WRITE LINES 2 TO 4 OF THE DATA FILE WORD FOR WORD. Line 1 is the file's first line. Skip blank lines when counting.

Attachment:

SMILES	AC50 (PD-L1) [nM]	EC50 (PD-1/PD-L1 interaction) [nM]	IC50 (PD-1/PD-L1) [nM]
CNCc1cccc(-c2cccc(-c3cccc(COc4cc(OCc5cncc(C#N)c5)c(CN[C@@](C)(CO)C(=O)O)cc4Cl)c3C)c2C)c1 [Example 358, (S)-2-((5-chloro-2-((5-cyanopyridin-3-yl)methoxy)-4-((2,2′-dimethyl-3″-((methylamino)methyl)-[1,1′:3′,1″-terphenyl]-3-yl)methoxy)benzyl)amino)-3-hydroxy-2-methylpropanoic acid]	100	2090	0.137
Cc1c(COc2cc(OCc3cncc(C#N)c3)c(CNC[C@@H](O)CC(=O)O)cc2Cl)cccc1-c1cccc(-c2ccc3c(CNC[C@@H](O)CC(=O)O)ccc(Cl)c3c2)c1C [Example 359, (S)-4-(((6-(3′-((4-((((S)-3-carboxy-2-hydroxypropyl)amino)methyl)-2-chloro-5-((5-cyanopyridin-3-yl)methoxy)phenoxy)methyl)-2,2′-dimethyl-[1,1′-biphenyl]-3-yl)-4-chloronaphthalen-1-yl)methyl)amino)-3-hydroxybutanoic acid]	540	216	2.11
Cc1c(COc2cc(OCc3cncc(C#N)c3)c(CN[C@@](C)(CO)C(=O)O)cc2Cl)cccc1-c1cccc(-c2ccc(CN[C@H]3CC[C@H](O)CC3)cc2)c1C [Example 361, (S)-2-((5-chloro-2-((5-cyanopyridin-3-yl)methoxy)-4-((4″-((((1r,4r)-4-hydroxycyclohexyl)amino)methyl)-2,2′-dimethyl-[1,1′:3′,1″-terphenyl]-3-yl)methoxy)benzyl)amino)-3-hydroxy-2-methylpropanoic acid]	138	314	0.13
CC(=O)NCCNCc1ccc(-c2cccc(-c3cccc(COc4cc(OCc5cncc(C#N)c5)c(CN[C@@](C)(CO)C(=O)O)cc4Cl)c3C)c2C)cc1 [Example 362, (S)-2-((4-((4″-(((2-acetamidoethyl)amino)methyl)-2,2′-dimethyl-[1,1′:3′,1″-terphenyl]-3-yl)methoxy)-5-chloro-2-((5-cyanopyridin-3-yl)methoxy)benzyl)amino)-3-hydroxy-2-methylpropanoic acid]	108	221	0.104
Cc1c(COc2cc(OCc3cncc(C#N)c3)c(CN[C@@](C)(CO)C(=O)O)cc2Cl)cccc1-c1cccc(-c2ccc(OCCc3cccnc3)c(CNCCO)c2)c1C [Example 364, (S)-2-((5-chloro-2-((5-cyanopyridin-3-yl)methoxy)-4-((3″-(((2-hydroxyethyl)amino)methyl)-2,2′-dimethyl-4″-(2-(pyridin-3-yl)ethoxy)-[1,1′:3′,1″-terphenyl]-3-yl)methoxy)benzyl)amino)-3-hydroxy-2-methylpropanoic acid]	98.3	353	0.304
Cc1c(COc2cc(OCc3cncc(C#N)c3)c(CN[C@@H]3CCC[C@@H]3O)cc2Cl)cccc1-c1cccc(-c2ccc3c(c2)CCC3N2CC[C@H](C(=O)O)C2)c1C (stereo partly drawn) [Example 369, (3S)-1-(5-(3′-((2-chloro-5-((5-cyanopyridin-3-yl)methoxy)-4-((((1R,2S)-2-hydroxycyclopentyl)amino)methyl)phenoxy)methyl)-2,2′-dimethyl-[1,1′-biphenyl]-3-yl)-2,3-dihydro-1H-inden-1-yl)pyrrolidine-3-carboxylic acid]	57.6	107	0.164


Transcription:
CNCc1cccc(-c2cccc(-c3cccc(COc4cc(OCc5cncc(C#N)c5)c(CN[C@@](C)(CO)C(=O)O)cc4Cl)c3C)c2C)c1 [Example 358, (S)-2-((5-chloro-2-((5-cyanopyridin-3-yl)methoxy)-4-((2,2′-dimethyl-3″-((methylamino)methyl)-[1,1′:3′,1″-terphenyl]-3-yl)methoxy)benzyl)amino)-3-hydroxy-2-methylpropanoic acid]	100	2090	0.137
Cc1c(COc2cc(OCc3cncc(C#N)c3)c(CNC[C@@H](O)CC(=O)O)cc2Cl)cccc1-c1cccc(-c2ccc3c(CNC[C@@H](O)CC(=O)O)ccc(Cl)c3c2)c1C [Example 359, (S)-4-(((6-(3′-((4-((((S)-3-carboxy-2-hydroxypropyl)amino)methyl)-2-chloro-5-((5-cyanopyridin-3-yl)methoxy)phenoxy)methyl)-2,2′-dimethyl-[1,1′-biphenyl]-3-yl)-4-chloronaphthalen-1-yl)methyl)amino)-3-hydroxybutanoic acid]	540	216	2.11
Cc1c(COc2cc(OCc3cncc(C#N)c3)c(CN[C@@](C)(CO)C(=O)O)cc2Cl)cccc1-c1cccc(-c2ccc(CN[C@H]3CC[C@H](O)CC3)cc2)c1C [Example 361, (S)-2-((5-chloro-2-((5-cyanopyridin-3-yl)methoxy)-4-((4″-((((1r,4r)-4-hydroxycyclohexyl)amino)methyl)-2,2′-dimethyl-[1,1′:3′,1″-terphenyl]-3-yl)methoxy)benzyl)amino)-3-hydroxy-2-methylpropanoic acid]	138	314	0.13